Abstract This paper arises from a number of studies of machine/problem relationships, software development techniques, language and machine design. It develops a categorytheoretic framework for the analysis of the relationships between programmer, virtual machine, and problem that are inherent in discussions of "ease of programming", "good programming techniques", "structured programming", and so ono The concept of "analogy " is introduced as an expllcatum of the comprehensibility of the relationship between two systems. Analogy is given a formal definition in terms of a partially ordered structure of analogy categories whose minimal element is a "truth " c ~ "proof " category ° The theory is constructive and analogy relationships are computable between defined systems, c ~ classes of system. Thus the structures developed may be used to study the relationships between programmer, problem, and virtual machine in practical situations. io
Fuzzy object comparison and its application to a selfadaptable query mechanism
 In IFSA'95, volume I
, 1995
"... Abstract. This paper describes a generic strategy for “intelligently ” querying hierarchical semantic networks whose objects are characterized by fuzzy attributes. The strategy is selfadaptable in the sense that the network will keep structuring itself (as long as the user queries the system) by ad ..."
Abstract

Cited by 3 (2 self)
 Add to MetaCart
Abstract. This paper describes a generic strategy for “intelligently ” querying hierarchical semantic networks whose objects are characterized by fuzzy attributes. The strategy is selfadaptable in the sense that the network will keep structuring itself (as long as the user queries the system) by adding more and more detail to an underlying semilattice built on top of a (fuzzy) object comparison partial order. Technical bounds are imposed on the fuzziness of the system by formally specifying the network and reasoning about it. In the one direction, fuzziness is welcome insofar as it increases the flexibility and discriminating power of the comparison mechanism. In the opposite direction, arbitrary fuzziness may be counterproductive because it will end up destroying the formal properties desirable for such a mechanism. An experimental illustration of the proposed strategy is presented which reinterprets PrietoDiáz faceted (fuzzy) scheme for softwarecomponent classification and reuse. 1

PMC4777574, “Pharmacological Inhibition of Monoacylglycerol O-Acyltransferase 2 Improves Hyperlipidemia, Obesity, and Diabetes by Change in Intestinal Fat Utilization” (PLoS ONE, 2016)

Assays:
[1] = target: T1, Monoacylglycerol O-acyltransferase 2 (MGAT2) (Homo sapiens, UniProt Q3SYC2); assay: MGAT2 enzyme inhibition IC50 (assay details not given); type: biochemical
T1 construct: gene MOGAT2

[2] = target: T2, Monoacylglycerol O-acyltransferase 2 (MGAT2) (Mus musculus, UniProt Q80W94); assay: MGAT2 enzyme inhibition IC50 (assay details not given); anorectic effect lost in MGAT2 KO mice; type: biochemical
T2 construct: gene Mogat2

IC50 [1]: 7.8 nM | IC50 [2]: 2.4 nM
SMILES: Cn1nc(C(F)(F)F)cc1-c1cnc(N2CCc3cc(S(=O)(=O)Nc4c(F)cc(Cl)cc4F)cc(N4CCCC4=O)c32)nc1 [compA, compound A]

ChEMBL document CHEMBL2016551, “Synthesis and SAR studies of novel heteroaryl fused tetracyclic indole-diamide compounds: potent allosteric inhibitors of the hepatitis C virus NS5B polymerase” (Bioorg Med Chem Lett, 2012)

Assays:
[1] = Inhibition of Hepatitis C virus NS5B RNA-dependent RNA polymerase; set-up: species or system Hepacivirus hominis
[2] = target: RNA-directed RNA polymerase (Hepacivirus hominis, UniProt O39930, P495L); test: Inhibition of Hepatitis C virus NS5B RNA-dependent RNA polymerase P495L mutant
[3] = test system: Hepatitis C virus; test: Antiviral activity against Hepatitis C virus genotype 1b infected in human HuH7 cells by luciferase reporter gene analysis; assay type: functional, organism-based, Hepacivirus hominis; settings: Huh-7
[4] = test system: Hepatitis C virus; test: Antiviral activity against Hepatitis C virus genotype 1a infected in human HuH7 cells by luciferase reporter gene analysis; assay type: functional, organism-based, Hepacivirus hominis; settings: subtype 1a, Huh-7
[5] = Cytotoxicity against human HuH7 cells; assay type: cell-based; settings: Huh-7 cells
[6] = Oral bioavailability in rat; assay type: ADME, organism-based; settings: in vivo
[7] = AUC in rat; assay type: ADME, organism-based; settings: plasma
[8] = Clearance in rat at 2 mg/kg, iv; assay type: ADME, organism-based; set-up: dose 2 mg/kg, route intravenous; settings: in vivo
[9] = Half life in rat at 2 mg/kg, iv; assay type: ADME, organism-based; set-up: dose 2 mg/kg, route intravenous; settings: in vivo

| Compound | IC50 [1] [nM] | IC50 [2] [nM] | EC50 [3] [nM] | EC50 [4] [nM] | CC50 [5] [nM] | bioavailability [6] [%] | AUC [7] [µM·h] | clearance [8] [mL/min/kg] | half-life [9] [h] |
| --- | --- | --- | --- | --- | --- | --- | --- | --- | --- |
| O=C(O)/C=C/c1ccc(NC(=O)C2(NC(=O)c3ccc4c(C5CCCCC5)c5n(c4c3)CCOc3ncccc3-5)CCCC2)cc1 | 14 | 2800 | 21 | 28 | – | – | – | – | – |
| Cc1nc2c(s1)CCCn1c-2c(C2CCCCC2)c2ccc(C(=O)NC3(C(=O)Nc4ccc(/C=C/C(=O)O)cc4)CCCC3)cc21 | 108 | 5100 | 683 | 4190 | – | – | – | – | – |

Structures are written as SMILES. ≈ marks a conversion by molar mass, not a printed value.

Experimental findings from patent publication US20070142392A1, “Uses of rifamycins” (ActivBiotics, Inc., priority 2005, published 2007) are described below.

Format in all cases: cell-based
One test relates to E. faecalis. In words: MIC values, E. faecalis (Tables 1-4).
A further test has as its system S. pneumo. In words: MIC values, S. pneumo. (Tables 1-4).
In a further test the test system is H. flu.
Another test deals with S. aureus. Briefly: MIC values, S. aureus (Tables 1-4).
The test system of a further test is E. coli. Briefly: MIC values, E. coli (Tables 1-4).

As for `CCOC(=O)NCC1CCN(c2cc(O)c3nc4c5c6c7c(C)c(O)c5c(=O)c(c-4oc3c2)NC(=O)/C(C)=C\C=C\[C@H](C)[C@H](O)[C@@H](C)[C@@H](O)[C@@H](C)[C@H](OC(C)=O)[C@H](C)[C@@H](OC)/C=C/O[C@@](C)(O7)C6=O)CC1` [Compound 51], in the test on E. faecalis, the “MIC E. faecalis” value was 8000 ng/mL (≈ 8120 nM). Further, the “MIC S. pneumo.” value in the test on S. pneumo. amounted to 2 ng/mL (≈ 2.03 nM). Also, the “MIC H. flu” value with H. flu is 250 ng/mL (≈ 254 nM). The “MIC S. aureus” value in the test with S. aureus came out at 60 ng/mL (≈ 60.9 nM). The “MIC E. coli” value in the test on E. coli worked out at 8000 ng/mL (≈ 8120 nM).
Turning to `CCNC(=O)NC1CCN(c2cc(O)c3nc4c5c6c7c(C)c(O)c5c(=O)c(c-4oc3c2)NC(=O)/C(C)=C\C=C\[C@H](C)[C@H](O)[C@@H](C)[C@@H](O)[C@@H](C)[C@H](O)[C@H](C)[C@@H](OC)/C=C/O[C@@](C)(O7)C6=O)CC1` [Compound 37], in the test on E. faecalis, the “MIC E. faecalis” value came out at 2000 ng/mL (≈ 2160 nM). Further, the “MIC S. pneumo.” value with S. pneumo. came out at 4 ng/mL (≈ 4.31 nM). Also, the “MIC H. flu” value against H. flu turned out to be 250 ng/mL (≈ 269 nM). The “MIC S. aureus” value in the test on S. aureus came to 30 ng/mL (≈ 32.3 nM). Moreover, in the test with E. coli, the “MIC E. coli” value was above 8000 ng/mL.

Tossing Algebraic Flowers down the Great Divide
 In People and Ideas in Theoretical Computer Science
, 1999
"... Data Types and Algebraic Semantics The history of programming languages, and to a large extent of software engineering as a whole, can be seen as a succession of ever more powerful abstraction mechanisms. The first stored program computers were programmed in binary, which soon gave way to assembly l ..."
Abstract

Cited by 3 (0 self)
 Add to MetaCart
Data Types and Algebraic Semantics The history of programming languages, and to a large extent of software engineering as a whole, can be seen as a succession of ever more powerful abstraction mechanisms. The first stored program computers were programmed in binary, which soon gave way to assembly languages that allowed symbolic codes for operations and addresses. fortran began the spread of "high level" programming languages, though at the time it was strongly opposed by many assembly programmers; important features that developed later include blocks, recursive procedures, flexible types, classes, inheritance, modules, and genericity. Without going into the philosophical problems raised by abstraction (which in view of the discussion of realism in Section 4 may be considerable), it seems clear that the mathematics used to describe programming concepts should in general get more abstract as the programming concepts get more abstract. Nevertheless, there has been great resistance to u...
Interactive knowledge elicitation
 In Proceedings of CIPS SESSION 84
, 1984
"... This paper outlines a methodology for knowledge elicitation that has been implemented in a computer program that interacts with an expert to enable him to express the constructs underlying his knowledge. Experiments on validating the system by using it to reconstruct the Business Information Analys ..."
Abstract

Cited by 2 (1 self)
 Add to MetaCart
This paper outlines a methodology for knowledge elicitation that has been implemented in a computer program that interacts with an expert to enable him to express the constructs underlying his knowledge. Experiments on validating the system by using it to reconstruct the Business Information Analysis and Integration Technique (BIAIT) are reported. Cet article expose une méthodologie d’extraction de connaissance qui fut implémentee dans un programme informatique qui entre en interaction avec un expert en vue de lui permettre d’exprimer les concepts sousjacent à ses connaissances. Des experiences visant à valider le système en l’utilisant pour reconstruire le “Business Information Analysis and Integration Technique (BIAIT) ” sont raportées. Knowledge Engineering The initial success of expert system developments (Michie, 1979) and the development of a number of reasonably domainindependent software support systems for the encoding and application of knowledge (HayesRoth, Waterman and Lenat, 1983) has opened up the possibility of widespread usage of expert systems. In particular, the Japanese Fifth Generation Computing development program (Motooka, 1982) assumes this will happen and is targeted on knowledge processing rather than information processing. However, what Feigenbaum (1980)